Five mornings a week, I wait at a stop near my apartment building to catch the bus to my downtown job. These are usually uneventful times—occasionally I will just miss a bus, the same occasions I really need to catch a bus so that I will not be late for work. But most times, I am at the stop early enough to catch a bus well before needed, and I wait patiently with my fellow CTA travelers for our subsidized transport.
It was a mid-September morning, just as the Chicago weather was beginning to shift from a very pleasant Indian summer to an ever so slightly more brisk autumnal shade. I was again waiting for the morning bus. I had my headphones on, CD playing Elvis’s number one hits, when an overgrown bumblebee, made sluggish by the weather change, seemed to have decided that I should be his new best friend. My brothers and sisters will tell you that I’ve never much cared to strike up any kind of relationship with insects that sting, and certainly not when they are as big as Kaiser rolls.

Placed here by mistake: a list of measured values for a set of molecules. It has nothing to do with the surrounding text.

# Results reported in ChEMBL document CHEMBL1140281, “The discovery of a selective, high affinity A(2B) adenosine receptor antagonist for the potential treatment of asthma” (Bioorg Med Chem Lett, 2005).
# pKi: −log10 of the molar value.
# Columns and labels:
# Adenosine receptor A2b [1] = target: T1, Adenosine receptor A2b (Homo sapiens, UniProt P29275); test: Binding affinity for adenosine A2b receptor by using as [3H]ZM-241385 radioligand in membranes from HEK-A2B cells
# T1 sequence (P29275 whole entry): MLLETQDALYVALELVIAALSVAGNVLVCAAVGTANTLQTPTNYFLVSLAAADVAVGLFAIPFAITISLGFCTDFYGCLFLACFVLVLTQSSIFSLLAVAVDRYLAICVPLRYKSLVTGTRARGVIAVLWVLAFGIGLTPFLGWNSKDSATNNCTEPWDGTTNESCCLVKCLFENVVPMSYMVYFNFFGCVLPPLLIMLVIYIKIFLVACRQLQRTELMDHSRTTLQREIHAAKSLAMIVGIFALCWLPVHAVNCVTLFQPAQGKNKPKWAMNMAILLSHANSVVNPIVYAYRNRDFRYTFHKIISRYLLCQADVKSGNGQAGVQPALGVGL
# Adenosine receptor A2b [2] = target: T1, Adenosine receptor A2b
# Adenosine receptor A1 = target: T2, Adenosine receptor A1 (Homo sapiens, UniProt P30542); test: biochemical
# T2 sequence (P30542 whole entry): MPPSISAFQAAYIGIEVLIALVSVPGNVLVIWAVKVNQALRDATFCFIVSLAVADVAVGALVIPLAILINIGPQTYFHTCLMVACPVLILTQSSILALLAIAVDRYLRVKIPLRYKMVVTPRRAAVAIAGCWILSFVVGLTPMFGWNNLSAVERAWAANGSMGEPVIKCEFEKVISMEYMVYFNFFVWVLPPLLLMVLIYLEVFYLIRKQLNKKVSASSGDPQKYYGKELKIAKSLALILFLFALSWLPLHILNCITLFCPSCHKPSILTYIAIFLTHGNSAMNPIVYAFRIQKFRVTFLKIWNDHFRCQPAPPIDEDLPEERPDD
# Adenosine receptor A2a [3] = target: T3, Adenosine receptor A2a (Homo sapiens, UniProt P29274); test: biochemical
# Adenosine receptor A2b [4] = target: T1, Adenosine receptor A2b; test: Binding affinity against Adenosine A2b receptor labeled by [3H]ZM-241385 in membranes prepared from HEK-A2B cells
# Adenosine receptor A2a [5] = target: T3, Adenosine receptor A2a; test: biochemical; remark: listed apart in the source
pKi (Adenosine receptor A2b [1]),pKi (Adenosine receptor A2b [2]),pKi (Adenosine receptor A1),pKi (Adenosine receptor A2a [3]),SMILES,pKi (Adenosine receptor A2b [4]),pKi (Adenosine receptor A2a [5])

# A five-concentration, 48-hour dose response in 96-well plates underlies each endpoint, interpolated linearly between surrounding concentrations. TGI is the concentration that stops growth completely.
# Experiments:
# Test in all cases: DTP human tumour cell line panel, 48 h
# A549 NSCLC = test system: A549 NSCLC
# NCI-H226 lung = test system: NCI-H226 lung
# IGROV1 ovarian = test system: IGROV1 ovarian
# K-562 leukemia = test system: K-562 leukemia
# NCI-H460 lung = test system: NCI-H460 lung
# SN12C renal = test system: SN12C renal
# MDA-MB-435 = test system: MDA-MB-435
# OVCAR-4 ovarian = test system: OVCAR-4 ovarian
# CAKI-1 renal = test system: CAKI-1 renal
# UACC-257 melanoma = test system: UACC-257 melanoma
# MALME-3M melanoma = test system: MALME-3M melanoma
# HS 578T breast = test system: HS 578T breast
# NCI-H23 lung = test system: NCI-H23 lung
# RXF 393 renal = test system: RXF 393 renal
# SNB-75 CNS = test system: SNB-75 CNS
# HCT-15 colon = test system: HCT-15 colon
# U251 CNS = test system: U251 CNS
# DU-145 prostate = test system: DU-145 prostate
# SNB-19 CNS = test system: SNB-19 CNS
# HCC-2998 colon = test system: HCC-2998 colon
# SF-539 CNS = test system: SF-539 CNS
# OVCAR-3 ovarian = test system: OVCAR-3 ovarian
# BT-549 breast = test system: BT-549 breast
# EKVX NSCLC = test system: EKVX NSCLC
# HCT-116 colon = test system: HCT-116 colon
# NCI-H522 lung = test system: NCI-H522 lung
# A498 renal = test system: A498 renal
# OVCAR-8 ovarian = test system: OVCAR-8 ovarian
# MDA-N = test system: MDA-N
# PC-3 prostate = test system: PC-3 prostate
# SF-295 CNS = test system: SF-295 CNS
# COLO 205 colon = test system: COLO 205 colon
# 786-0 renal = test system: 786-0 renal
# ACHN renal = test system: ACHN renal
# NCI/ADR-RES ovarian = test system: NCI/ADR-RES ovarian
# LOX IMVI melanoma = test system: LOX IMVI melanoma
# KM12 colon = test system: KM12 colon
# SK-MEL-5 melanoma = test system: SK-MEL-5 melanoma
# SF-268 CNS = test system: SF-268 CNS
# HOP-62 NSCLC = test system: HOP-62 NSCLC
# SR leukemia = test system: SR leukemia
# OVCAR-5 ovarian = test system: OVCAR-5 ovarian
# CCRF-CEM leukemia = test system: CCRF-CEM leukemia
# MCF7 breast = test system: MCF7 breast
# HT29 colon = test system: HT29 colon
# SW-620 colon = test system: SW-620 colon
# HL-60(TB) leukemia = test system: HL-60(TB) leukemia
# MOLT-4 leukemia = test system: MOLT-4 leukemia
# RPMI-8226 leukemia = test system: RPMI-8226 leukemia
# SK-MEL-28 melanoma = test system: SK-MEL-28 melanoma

Without thinking I involuntarily swiped at the flying monster, not quite sure just what sort of bug wanted to snuggle up to me. I regretted this almost the instant it occurred, for now as he flew right in my face, it became clear to me that I must have smacked him pretty good. I was convinced he was now on a mission to end my very existence, even if he had to sacrifice his own to accomplish this.
Well, after running around the stop for a minute or so, with only one or two onlookers bemused by the event, salvation came in the form of an articulated bus. Thankfully, the death bee had left me alone long enough so that I could board and put this miserable morning awakening behind me. But of course, nothing occurs at random, all things happen for some reason. [No philosopher ever escapes this assumption.]